Story and photos by Amy Falkofske
Xiao-Yin Byrom, or Tang as she’s affectionately known, was born into the business of tailoring. Now she is the successful owner of Tang’s Alterations – Bridal/Bespoke in Manassas, the area’s go-to shop for alterations and bridal gowns.
When Byrom first set out on her own, she didn’t have dreams of being a tailor. She wanted a college degree, even though women in her family were not encouraged to go to college. In fact, after one year of community college in California, her mother wanted her to quit college and move to Montgomery, Alabama, to help her run her tailoring business. Her mother even told her she wasn’t college material. But Byrom fought that notion.
“My dream is to finish college. I want to get a college degree,” she told her mother Byrom’s goal was to prove that women could go to college too and she wanted to be the first one in her family. “I didn’t care what degree it was in, I just wanted that piece of paper,” she said.
Eventually, her brother, Tang, who was also going to college at the time, stepped in and volunteered to come home and help with the family business. Byrom remembers exactly what he said.
“You know what? Stop this! I’m not college material. I’m coming home. I don’t want to go to school anymore. Just go ahead and let sister go to school. I will just come home, and I will take care of the family business,” he said.
Byrom ended up getting a degree in art and went on to be an art teacher, but she was shocked many years later after her brother had passed away, to find out from one of his friends what he had sacrificed for her to go to college. He was studying architecture and was one of the top students when he suddenly decided one night to pack up and leave school.
“I learned that he gave up school so I could get my degree,” said Tang.
Byrom is still in awe of her brother’s sacrifice.
“How can somebody sacrifice something that they’re building towards for somebody else and without telling anybody? I will never forget that,” she said.
A Business Born out of Necessity
Byrom eventually realized that teaching art just wasn’t her cup of tea. After teaching in Belgium, she moved to Manassas. She needed an income to provide for her three children, so she decided to do what she knew best and open a tailoring business. That business was initially supposed to be for Tang. The plan was that Byrom would start the business and then eventually retire to raise her kids and let Tang run the business.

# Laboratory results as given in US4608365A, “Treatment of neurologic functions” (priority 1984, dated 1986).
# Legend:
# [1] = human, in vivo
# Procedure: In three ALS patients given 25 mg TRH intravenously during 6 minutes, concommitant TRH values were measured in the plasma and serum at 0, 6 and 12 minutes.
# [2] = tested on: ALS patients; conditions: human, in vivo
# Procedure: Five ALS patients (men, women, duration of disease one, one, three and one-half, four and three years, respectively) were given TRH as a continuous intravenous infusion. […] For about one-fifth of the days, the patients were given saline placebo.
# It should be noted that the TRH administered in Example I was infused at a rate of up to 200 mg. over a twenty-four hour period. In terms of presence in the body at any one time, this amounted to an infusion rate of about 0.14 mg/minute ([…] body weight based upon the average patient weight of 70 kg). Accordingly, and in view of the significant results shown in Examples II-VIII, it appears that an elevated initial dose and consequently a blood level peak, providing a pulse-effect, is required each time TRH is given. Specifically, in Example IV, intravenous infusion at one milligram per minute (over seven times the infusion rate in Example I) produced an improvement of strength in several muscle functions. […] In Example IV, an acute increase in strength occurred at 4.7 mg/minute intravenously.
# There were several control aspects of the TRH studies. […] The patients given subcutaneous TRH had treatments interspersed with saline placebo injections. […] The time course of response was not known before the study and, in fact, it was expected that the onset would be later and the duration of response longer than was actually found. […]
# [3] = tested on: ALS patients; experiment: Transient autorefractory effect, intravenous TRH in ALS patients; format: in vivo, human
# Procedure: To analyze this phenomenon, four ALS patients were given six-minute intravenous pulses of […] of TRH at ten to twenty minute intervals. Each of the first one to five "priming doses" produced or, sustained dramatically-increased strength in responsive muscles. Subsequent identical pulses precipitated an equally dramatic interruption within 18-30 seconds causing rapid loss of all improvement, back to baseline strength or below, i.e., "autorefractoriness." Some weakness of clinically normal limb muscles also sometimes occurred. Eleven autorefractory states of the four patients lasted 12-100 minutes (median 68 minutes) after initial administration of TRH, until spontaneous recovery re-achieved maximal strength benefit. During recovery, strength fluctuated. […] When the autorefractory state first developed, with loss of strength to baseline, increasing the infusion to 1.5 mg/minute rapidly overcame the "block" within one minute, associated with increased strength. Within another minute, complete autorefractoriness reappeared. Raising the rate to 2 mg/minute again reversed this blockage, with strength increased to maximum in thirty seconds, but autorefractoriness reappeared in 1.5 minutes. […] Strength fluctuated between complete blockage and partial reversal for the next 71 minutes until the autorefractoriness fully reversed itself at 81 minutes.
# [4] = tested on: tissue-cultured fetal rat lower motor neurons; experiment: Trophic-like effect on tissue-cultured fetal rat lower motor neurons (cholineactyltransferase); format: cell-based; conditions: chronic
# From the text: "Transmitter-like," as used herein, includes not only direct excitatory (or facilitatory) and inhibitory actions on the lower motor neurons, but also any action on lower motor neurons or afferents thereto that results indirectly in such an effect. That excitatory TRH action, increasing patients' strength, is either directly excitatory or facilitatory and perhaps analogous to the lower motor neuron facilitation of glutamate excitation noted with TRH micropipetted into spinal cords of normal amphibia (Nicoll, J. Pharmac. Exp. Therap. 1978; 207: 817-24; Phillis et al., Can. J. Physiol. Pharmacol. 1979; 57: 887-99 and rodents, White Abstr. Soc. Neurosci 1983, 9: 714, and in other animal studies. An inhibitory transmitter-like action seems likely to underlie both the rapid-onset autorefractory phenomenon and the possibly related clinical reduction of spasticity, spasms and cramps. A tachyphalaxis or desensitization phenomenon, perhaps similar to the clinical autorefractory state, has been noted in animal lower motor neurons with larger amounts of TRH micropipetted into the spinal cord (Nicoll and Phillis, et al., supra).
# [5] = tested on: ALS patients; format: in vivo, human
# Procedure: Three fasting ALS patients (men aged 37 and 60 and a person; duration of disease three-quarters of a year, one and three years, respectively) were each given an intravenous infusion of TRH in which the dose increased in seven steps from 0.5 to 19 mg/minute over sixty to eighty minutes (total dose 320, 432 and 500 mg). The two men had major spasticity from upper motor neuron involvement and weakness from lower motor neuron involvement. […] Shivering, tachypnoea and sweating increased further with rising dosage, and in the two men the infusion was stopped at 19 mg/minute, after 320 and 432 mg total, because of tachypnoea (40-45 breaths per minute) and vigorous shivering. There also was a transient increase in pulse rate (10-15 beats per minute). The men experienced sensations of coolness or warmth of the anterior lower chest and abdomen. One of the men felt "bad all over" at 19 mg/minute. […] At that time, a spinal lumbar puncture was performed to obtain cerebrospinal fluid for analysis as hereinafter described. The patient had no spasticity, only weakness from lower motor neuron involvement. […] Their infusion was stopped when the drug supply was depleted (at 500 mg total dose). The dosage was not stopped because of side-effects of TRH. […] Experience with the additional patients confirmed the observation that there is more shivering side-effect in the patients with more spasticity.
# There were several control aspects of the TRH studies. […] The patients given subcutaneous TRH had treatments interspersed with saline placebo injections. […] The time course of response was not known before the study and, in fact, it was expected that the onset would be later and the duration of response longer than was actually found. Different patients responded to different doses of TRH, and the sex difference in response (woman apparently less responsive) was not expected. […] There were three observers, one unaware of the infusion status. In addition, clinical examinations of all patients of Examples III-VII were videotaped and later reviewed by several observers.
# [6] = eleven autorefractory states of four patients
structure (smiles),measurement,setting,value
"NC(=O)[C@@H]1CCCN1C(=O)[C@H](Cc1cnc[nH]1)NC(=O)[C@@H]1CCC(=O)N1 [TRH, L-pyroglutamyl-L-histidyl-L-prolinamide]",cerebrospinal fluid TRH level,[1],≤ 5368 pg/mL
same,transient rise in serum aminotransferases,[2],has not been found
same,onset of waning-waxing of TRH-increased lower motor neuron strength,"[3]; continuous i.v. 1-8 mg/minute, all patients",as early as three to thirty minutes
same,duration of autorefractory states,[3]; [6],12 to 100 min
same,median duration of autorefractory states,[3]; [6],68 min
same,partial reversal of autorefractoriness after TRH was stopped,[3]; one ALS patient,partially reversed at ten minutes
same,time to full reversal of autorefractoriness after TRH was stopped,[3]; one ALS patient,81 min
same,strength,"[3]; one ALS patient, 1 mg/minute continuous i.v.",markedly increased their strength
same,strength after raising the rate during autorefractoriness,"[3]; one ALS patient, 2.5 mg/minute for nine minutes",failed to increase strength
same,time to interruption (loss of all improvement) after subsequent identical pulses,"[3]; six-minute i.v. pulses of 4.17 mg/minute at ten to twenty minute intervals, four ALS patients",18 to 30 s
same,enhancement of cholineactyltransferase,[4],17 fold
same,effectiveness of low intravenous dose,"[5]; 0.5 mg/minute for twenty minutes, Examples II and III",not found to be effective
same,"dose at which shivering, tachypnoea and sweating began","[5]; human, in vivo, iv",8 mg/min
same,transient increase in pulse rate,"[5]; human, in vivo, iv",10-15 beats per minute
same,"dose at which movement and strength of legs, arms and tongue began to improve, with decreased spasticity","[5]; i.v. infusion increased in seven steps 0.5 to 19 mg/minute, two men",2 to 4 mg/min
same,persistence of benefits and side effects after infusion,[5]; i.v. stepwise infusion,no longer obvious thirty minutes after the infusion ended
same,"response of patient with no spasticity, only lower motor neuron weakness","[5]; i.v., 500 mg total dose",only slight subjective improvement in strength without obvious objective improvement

Byrom’s kids were young at the time, and two of them had peanut allergies, so she had very specific requirements for where she wanted to start her business. It needed to be close to both a hospital and a daycare. In 1999, she found just what she needed at her current location in Manassas.
“This shopping center happened to have a daycare next door and a hospital across the street, and there was an empty space,” she said.
Plans changed when four years after starting the business, Byrom found out that Tang was sick with lung cancer. Sadly, he passed away in 2004. Byrom ended up running the business and now employees 13 people.
Byrom says she and her brother worked very well together, that he was the quality control in the back and she was the face of the business. His quality of work inspired her work and what she expected of her employees after he passed away.
“I wanted to not only be the face, but I wanted to make sure the quality was just like the way he left it for me. I hire very good people. I’m very particular about who works here,” she said.
Byrom feels good about where she is today.
“I worked really, really hard to get to this point, but it’s all rewarding. Now I’m able to help more people by making more jobs,” she said.
A Ray of Hope During a Pandemic
Tang’s made headlines at the beginning of the coronavirus pandemic by donating thousands of masks to medical workers and first responders in our area. Byrom said it started with a nurse who came into the shop in tears because the one mask that she was allotted for the week was broken. Byrom felt that she needed to do something.
“We did a little research about that, and then I walked to the back and I told the girls and Kenny, who is the vice president in our shop, we need to make masks. We need to do this,” she said. After making 20 different prototypes of masks and getting one approved by her cousin who is a doctor, Byrom and her staff got to work. To date, they have made 11,500 masks that have been sent not only locally, but to seven states, even Germany and France. The first ones went to medical staff and first responders, but they are now for sale in the store.
Byrom said that she considers making the masks an honor.
Loved by Prince William
Tang’s is well-loved by the Prince William community. If you go onto the Western Prince William Chatter Facebook page and ask for recommendations for someone who does alterations, almost every response will be Tang’s.
Nancy writes, “They are the best and are so nice … They do amazing work.”
Dawn writes, “Tangs definitely! Great work and an awesome local business that loves and cares for their local community too!”
Those are just two of the many compliments that Tang’s has received on Facebook.
“If you do the right work, people are going to talk about you, and then they’re going to spread your word, and the best way to really promote yourself is to do the best work you can and everything will take care of itself,” said Byrom.
Tang’s is located at 8675 Sudley Road in Manassas. You can call them at 703-393-8458.
Amy Falkofske is a freelance writer and photographer. She has a Master’s degree in Film-TV with a concentration in screenwriting. She lives in Bristow with her husband, two boys and two Beagle dogs.